Egg Consumption and Risk of Type 2 Diabetes in Men and Women

  1. Luc Djoussé, MD, DSc (ldjousse{at},3,
  2. J. Michael Gaziano, MD1,4,
  3. Julie E. Buring, ScD1,3,5,6 and
  4. I-Min Lee, MBBS, ScD22,3,6
  1. From the Divisions of Aging1
  2. and Preventive Medicine 2
  3. Department of Medicine, Brigham and Women's Hospital and Harvard Medical School3, Boston, MA
  4. 4Massachusetts Veterans Epidemiology and Research Information Center (MAVERIC), Boston Veterans Affairs Healthcare System, Jamaica Plain, MA
  5. 5Department of Ambulatory Care and Prevention, Harvard Medical School, Boston, MA
  6. 6Department of Epidemiology, Harvard School of Public Health, Boston, MA


    Objective: While limited and inconsistent findings have been reported on the relation between dietary cholesterol or egg consumption and fasting glucose, no previous study has examined the association between egg consumption and type 2 diabetes. This project sought to examine the relation between egg intake and the risk of type 2 diabetes in two large prospective cohorts.

    Research Design and Methods: Prospective design using data from two completed randomized trials: 20,703 men from the Physicians' Health Study I (1982–2007) and 36,295 women from the Women's Health Study (1992–2007). Egg consumption was ascertained using questionnaires and we used Cox proportional hazard model to estimate relative risks of type 2 diabetes.

    Results: During mean follow up of 20.0 years in men and 11.7 years in women, 1,921 men and 2,112 women developed type 2 diabetes. Compared with no egg consumption, multivariable adjusted hazard ratios (95% CI) for type 2 diabetes were 1.09 (0.87–1.37), 1.09 (0.88–1.34), 1.18 (0.95–1.45), 1.46 (1.14–1.86), and 1.58 (1.25–2.01) for consumption of <1, 1, 2–4, 5–6, and 7+ eggs/week, respectively, in men (p for trend <0.0001). Corresponding multivariable hazard ratios (95% CI) for women were 1.06 (0.92–1.22), 0.97 (0.83–1.12), 1.19 (1.03–1.38), 1.18 (0.88–1.58), and 1.77 (1.28–2.43), respectively (p for trend <0.0001).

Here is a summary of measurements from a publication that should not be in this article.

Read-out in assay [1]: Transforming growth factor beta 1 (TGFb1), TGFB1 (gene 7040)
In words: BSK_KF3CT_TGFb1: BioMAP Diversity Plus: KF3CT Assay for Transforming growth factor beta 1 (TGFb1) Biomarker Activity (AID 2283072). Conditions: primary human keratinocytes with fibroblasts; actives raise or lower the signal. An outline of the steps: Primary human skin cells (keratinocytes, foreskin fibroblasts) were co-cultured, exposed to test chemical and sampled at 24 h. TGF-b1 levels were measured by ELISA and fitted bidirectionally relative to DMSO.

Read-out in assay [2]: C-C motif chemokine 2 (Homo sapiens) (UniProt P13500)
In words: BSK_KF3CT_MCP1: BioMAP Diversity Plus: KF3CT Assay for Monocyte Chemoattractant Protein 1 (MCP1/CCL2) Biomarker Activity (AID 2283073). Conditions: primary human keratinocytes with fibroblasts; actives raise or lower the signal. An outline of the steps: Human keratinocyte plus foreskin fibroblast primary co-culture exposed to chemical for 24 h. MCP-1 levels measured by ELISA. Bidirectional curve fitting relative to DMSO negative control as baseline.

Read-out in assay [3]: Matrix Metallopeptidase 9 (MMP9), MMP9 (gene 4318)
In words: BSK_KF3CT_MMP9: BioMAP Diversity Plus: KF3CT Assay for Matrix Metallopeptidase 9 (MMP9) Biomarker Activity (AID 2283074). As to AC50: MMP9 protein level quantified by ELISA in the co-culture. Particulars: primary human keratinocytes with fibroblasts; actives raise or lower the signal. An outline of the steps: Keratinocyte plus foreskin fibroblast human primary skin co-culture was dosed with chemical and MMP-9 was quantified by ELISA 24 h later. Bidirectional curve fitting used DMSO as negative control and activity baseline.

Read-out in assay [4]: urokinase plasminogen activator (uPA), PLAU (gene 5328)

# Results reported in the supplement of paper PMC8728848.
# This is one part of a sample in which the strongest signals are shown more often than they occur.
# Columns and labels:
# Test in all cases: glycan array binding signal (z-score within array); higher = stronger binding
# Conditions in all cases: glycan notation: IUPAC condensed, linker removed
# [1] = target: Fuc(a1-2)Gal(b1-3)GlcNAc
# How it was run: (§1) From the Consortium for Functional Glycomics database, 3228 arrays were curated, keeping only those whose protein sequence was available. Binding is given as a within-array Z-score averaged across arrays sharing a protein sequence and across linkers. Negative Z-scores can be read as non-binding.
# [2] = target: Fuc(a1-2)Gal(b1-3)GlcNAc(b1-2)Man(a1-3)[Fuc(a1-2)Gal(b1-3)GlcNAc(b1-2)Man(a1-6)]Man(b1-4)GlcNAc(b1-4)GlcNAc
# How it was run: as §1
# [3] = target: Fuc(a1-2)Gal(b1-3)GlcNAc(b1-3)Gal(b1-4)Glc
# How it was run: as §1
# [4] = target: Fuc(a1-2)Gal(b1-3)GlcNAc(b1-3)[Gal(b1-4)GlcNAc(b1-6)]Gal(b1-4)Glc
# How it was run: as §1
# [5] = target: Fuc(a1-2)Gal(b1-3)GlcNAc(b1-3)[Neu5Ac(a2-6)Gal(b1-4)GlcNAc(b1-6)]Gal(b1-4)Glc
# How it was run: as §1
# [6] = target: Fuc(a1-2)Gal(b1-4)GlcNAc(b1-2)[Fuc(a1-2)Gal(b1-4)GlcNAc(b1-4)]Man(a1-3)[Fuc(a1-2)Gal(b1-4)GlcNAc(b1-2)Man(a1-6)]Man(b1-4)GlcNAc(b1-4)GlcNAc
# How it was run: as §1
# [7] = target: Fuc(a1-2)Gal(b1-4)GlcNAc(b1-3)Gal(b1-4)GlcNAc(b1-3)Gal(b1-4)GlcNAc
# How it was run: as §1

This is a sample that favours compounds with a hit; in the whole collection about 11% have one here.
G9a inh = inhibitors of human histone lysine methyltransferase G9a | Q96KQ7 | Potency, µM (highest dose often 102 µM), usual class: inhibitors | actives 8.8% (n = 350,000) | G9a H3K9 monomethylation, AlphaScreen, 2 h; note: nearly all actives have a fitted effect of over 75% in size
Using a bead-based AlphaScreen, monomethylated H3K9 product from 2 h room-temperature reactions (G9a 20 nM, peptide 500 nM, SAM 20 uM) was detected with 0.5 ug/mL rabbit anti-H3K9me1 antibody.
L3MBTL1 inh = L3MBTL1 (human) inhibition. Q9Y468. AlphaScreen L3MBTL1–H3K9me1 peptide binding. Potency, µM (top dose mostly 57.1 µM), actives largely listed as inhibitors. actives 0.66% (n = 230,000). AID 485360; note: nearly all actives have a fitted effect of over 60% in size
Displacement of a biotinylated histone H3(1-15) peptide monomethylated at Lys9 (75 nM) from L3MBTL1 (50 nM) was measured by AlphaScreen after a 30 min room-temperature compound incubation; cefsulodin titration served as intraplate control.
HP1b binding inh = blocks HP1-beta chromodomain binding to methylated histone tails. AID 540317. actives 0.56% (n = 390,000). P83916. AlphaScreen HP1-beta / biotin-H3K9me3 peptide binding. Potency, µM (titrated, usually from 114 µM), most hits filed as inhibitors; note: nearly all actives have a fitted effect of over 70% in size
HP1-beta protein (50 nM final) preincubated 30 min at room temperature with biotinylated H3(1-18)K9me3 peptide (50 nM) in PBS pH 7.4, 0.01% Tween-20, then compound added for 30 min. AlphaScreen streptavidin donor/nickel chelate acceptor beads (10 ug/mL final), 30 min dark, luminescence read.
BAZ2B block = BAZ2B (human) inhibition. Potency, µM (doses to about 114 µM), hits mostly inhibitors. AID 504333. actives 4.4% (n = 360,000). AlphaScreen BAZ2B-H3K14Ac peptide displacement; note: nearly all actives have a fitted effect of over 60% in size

Conclusions: These data suggest that high levels of egg consumption (daily) are associated with an increased risk of type 2 diabetes in men and women. Confirmation of these findings in other populations is warranted.


      • Received July 9, 2008.
      • Accepted November 8, 2008.

    This Article

    1. Diabetes Care
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